Many people who want to go hiking near Tokyo usually end up at one of a handful of rather popular (busy) hiking spots, however being Japan (which is something like 80% mountains) the Tokyo area is still absolutely stuffed with hiking options and you can easily find some quiet routes away from the marauding hordes and souvenir shops.
The Koburi Pass
The Koburi Pass in Saitama is one such spot. It’s easy to reach by train comes with spectacular scenery, views, is an easy hike and for a spot just 90minutes from central Tokyo it’s hard to beat for complete rural and peaceful immersion. And it scores bonus points for being on the Seibu line, which makes it quite a cheap train journey (Mount Mitake in contrast costs almost twice as much to reach despite being a similar distance from Tokyo being on the JR line).
Depending on your exact route, the hike is across mountain/hillside paths and roads takes three to five hours – you can easily extend by exploring the area further. With a climb of about 350m so it’s fairly easy, but quite steep at times. The hike can be done all year round, but be warned that it’ll be quite hot in the Summer so do bring plenty of water. You’ll probably want to bring your own bento, though there is a couple of eating spots at the pass itself.
How To Get There
The nearest train station is Agano (吾野). One needs to take the Seibu Ikebukuro line to Hanno (the train leaves from Ikebukuro, but approx once an hour connects with the Fukutoshin/Toyoku line so you can catch a direct route from Shibuya or even Yokohama), then transfer to the Seibu Chichibu line (西武秩父線) and take it a few stops to Agano (吾野). There is a limited express Seibu train from Ikebukuro to Hanno which shaves 5 – 15mins of your journey, but the true cheapos amongst us will of course have no interest in paying the extra ~400yen. The non-express journey should take about one hour from Ikebukuro.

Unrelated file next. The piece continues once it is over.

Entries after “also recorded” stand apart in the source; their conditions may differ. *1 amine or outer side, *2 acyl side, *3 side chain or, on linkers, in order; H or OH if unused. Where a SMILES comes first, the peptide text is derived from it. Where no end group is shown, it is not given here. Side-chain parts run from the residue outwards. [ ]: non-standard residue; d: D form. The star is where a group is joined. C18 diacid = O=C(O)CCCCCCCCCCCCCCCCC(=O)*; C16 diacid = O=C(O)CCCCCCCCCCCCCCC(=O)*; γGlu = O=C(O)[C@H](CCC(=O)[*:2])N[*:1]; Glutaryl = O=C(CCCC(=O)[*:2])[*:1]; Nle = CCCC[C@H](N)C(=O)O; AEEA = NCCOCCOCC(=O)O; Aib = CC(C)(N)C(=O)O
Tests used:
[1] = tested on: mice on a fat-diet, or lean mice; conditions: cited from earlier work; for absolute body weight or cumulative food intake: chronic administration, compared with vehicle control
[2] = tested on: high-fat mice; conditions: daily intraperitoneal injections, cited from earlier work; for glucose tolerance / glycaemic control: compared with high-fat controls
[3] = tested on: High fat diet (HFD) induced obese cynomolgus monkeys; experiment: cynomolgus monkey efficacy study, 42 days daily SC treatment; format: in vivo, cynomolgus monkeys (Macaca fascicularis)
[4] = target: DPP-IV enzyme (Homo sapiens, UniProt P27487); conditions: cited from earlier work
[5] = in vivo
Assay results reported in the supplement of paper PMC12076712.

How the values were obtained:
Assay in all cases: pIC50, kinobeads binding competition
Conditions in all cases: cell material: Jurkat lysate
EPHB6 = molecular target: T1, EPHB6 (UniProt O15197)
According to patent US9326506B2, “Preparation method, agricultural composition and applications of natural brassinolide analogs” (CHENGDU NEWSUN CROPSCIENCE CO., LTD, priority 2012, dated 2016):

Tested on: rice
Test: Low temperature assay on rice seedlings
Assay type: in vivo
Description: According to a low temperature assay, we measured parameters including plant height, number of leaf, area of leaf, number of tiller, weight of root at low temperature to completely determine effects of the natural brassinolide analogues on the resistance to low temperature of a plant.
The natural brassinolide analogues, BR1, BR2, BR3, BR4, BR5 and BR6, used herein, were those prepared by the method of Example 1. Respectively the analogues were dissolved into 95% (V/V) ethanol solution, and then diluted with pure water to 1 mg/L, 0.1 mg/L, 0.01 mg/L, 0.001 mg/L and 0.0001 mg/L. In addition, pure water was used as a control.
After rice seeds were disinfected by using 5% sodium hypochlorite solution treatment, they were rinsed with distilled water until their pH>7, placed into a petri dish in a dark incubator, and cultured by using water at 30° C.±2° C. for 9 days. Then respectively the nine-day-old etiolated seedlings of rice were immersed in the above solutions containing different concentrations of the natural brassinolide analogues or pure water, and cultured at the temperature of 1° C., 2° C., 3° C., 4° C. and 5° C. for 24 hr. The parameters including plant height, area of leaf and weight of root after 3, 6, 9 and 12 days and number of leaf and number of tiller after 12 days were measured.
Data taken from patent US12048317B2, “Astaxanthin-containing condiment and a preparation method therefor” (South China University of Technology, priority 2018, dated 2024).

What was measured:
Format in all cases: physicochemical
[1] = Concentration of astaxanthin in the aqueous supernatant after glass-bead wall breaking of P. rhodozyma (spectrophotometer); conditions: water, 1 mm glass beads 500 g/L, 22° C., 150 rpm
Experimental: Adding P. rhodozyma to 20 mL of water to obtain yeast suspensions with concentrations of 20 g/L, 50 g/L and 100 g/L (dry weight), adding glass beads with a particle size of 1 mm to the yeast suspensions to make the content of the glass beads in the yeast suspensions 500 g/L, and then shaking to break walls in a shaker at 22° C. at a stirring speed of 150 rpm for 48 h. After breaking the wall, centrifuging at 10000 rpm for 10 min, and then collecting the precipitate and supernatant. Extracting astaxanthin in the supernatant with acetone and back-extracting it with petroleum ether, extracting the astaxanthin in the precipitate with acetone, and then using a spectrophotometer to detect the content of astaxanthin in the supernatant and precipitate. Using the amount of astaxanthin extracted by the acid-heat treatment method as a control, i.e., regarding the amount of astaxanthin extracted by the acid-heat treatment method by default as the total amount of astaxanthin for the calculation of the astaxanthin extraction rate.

Koburi Pass Hiking Course
There’s a rather handy, albeit Japanese hiking map from the aptly named Hikingmap.jp website, click on the image below to download the PDF map for the route.
However, to supplement this I shall provide some directions in English and cheapo commentary:
1. Agano Staion To Trail Entrance
Once you alight at Agano Station, take a right and follow the Koburi pass – “顔振峠” sign down some steps and right again along a quiet road:
NB If you don’t read Kanji, then download this picture, you’ll be following signs like this during the first part of the hike:
Tokyo and Japan have a reputation for the strange and unusual museums.
After a few minutes of walking, you need to take a left to the underpass, under the main road:
Once you cross under the main road, you go up a slope and past a school (on your left) and down again then take a right following the hopefully now familiar 顔振峠 sign. Finally you’ll see another sign pointing you left to the road that winds up into the mountain, and a while down this road you eventually you’ll get to the entrance to the path:
2. Up and Up
The next part of the route is a fairly steady climb through forest, probably about 300m in altitude gain. Just keep following the same signs taking you up the mountain. At one point you cross over a road and a few steps later there’s a great view of the valley on one side and a shrine on the other: